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Posts posted by Bignose

  1. This is a question that really should receive more attention. Look up the Eddy Curry situation with the basketball team the Chicago Bulls. Curry has a heart defect, and the Bulls wouldn't sign him to an expensive contract. The kicker is that many people have the same defect Curry does, go on to have long fruitful lives. In fact, most people who have the defect probably don't even know they have it, since it is rare that it presents itself.


    It is a tough question -- do you pay someone several million dollars of a guaranteed contract when there is a significant chance he won't even be able to play? On the other hand, it is much more likely that he will be completely fine and by denying him it is akin to discrimination.


    This question wasn't ever really answered since the Bulls traded him to the New York Knicks, but as technology explores more of these questions, they are going to come up more and more often.

  2. The definition of independent probabilities is that irregardless of the conditions in that probability, the probability remains the same.


    In symbols. Events A & B are independent if P(A|B) = P(A)

    and P(B|A) = P(B).


    Successive flips of a (fair) coin are independent. That is, it does not matter how many heads there has been in a row, the next flip P(H) = 0.5 and P(T)=0.5. Next time you go to the casino you can no confidently make fun of the people who bet on the roulette table "Oh, there have been 4 blacks in a row, so red MUST be coming up."


    Sampling of the balls in your example can be independent if you replace the drawn out ball after each pick. With replacement, the probabilities remain 4/7, 2/7, and 1/7 for R,B,G respectively. The conditional probability in my 1st response has to be used since you gave additional information that the ball drawn out is not red. So, you have to look at the subpopulations with the given information that the drawn ball is not red.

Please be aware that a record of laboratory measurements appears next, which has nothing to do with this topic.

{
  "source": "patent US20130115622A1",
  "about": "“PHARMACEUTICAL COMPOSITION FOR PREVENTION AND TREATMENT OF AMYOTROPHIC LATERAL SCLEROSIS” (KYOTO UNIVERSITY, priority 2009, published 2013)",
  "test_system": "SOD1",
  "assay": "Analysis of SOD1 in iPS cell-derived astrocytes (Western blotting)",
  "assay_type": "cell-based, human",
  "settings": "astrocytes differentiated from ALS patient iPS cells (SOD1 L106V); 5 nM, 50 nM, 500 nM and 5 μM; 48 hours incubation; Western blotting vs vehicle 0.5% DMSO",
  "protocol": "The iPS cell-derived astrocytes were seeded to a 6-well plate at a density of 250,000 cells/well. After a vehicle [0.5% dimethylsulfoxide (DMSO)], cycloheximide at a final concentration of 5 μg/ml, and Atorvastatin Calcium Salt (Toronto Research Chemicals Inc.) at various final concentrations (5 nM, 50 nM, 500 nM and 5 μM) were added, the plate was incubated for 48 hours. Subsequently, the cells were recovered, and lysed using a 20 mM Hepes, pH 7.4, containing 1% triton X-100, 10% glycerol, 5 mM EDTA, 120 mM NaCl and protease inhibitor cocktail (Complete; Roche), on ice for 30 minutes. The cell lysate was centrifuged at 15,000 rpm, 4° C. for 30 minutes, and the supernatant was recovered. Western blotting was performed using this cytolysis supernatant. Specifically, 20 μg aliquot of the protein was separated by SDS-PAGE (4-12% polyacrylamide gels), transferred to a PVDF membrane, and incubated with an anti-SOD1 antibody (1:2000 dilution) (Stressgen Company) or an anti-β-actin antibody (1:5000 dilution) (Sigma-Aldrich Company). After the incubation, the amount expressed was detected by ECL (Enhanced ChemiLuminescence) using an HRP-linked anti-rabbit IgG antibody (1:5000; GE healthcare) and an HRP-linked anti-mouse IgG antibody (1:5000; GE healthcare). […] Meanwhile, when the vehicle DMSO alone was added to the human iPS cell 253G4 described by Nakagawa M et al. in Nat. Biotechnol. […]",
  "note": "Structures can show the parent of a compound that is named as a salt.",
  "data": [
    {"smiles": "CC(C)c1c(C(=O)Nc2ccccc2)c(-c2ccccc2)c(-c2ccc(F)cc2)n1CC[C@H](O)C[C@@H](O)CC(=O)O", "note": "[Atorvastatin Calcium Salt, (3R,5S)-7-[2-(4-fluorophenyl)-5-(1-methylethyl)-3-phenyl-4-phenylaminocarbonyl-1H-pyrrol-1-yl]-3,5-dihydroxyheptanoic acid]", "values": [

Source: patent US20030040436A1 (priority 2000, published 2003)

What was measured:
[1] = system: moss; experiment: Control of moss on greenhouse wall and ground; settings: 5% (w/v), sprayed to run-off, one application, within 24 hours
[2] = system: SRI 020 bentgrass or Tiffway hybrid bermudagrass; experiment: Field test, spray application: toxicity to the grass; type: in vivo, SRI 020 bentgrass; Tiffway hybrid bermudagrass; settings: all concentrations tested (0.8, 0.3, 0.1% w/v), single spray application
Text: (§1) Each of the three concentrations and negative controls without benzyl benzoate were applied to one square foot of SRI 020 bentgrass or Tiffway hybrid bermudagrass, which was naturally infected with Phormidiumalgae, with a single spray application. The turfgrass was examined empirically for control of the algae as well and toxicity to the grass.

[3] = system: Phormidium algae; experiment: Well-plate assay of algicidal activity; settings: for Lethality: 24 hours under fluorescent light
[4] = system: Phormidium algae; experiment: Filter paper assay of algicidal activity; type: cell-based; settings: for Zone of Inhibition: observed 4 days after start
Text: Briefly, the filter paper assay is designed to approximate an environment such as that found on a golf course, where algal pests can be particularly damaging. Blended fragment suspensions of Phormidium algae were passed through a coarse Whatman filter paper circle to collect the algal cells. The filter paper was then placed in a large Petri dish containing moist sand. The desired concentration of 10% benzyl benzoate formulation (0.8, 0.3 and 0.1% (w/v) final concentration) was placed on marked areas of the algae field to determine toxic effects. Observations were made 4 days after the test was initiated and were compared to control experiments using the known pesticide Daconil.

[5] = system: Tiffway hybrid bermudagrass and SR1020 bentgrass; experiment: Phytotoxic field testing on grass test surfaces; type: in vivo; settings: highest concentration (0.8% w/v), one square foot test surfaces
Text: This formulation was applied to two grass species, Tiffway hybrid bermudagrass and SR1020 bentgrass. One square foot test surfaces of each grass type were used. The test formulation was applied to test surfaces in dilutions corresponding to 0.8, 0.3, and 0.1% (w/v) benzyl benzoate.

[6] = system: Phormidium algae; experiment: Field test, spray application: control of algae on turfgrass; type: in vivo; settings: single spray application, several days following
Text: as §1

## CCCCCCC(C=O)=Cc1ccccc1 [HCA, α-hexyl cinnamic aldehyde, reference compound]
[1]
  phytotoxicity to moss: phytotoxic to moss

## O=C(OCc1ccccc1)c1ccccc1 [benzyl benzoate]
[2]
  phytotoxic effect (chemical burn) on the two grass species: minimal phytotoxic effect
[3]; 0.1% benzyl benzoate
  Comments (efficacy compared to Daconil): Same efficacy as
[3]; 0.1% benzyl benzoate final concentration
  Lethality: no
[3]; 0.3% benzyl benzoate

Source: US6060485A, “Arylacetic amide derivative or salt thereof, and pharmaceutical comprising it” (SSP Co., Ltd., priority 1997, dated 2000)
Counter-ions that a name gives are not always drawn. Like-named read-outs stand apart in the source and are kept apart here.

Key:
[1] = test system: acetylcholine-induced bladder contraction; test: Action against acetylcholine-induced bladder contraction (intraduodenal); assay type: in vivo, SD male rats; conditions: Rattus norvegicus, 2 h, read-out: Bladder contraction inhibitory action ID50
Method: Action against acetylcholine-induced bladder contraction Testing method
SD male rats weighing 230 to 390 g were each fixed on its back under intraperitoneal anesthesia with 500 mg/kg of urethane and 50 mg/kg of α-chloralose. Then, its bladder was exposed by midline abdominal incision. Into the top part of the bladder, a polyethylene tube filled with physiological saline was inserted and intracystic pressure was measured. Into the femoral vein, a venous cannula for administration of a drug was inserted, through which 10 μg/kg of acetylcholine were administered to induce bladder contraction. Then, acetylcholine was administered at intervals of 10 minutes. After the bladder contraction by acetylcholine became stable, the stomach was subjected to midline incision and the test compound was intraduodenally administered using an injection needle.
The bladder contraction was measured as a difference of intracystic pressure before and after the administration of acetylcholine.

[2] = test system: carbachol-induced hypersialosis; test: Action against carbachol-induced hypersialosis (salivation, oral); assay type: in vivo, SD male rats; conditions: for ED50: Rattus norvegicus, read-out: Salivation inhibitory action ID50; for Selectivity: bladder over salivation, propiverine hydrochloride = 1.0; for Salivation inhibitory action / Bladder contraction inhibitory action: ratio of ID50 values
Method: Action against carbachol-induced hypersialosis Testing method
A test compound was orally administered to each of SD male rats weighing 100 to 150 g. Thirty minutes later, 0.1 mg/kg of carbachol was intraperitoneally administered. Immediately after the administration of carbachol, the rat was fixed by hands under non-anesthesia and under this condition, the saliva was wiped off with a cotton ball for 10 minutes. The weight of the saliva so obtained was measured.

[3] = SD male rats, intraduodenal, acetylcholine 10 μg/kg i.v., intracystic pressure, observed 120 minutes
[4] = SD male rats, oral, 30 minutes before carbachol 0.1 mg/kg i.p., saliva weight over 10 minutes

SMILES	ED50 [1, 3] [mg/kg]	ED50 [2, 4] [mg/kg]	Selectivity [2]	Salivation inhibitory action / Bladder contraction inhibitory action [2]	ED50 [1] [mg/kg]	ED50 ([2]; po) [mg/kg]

If you sample the balls without replacement, then once again you have to start using conditional probablilties. For example, we can calculate all the probabilites if the 1st ball is red. If the 1st is R, then the remaining population is 3R, 2B, 1G. So, the probabilites in order are 3/6=1/2, 2/6=1/3 and 1/6.


    so Probability of drawing a red ball given that the 1st drawn ball is red=

    P(R|R) = 1/2

    P(B|R) = 1/3

    P(G|R) = 1/6


    and so on for all the cases.


    Finally, a lot of these things are explained in introductory probability books. There are a lot of good ones out there, with lots more examples than just this. I'd encourage you to go check them out if you want to understand this al lot more fully.

  3. In order to calculate the "not" quantities, you have to set up the conditional probabilities correctly.


    You got started on the right foot. The Probability of Not Red = P(NR) is 3/7.


    Now, you have to look at the remainder of the distribution:


    Probability of Blue given that the drawn ball is Not Red = P(B | NR) = 2/3

    which is also equal to Probability of Not Green given Not Red = P(NG | NR)

    Probability of Green given Not Red = P(G | NR) = P(NB | NR) = 1/3


    The vertical bar is read "conditional that", that is P(G | NR) is probability of green given that the ball is not red.


    Now, if are given that the ball is not Red and Not Blue, you have to look at the remaining subpopulation. P(G | NR & NB) = 1 since there is only a green ball left.


    Now, the total Probability of green is


    P(G | NR & NB)*P(NB | NR)*P(NR) = 1*(1/3)*(3/7) = 1/7 just as calculated in the first place.

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